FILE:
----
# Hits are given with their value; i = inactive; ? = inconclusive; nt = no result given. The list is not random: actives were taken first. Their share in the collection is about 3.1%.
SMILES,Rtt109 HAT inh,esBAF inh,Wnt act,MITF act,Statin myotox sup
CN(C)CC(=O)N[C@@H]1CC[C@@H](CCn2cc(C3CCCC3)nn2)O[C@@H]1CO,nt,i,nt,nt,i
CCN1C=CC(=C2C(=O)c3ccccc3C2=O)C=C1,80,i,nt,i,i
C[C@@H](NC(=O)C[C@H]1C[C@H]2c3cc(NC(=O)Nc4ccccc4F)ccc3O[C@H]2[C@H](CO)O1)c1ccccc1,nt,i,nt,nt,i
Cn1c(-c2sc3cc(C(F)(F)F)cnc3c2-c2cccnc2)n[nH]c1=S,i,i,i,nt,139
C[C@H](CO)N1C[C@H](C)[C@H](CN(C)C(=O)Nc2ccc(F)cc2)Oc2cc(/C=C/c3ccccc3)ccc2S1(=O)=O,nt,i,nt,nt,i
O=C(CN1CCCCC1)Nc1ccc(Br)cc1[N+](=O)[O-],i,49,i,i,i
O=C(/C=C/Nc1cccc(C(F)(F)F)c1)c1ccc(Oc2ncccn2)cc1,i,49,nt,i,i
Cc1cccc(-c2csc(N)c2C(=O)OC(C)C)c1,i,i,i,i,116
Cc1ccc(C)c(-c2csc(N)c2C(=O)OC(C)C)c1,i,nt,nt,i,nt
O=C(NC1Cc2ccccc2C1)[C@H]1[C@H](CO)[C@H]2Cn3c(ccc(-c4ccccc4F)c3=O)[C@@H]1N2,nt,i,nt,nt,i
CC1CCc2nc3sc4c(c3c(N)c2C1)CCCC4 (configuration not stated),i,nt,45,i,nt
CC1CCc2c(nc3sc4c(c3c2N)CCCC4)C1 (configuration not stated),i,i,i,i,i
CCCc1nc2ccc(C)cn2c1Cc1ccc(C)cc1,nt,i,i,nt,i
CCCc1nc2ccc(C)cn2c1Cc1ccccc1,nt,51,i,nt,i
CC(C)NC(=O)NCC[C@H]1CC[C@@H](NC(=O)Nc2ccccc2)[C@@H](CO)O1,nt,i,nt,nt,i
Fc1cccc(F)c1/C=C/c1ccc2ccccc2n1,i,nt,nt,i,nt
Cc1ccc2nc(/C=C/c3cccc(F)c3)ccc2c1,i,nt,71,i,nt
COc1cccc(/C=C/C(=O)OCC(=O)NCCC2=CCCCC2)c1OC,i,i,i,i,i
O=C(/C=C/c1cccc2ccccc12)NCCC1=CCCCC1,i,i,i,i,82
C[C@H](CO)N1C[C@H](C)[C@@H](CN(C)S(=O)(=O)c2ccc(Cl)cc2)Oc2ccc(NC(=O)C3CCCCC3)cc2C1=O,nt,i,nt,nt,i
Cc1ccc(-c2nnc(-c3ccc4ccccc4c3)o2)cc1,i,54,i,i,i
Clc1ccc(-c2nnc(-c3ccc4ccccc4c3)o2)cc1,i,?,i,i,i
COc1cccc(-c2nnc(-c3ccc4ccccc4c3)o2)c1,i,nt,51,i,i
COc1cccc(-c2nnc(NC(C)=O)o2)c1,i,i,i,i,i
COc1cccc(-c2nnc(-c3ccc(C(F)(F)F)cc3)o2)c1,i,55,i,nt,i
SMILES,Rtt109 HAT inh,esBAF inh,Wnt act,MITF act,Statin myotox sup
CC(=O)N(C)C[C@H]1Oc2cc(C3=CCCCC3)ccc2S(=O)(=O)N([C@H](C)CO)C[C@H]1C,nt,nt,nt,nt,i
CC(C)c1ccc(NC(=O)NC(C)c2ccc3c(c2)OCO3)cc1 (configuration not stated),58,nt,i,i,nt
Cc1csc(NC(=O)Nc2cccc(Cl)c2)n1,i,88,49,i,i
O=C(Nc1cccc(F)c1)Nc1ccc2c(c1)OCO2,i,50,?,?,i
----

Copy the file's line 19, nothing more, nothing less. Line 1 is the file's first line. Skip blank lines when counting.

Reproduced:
Cc1ccc2nc(/C=C/c3cccc(F)c3)ccc2c1,i,nt,71,i,nt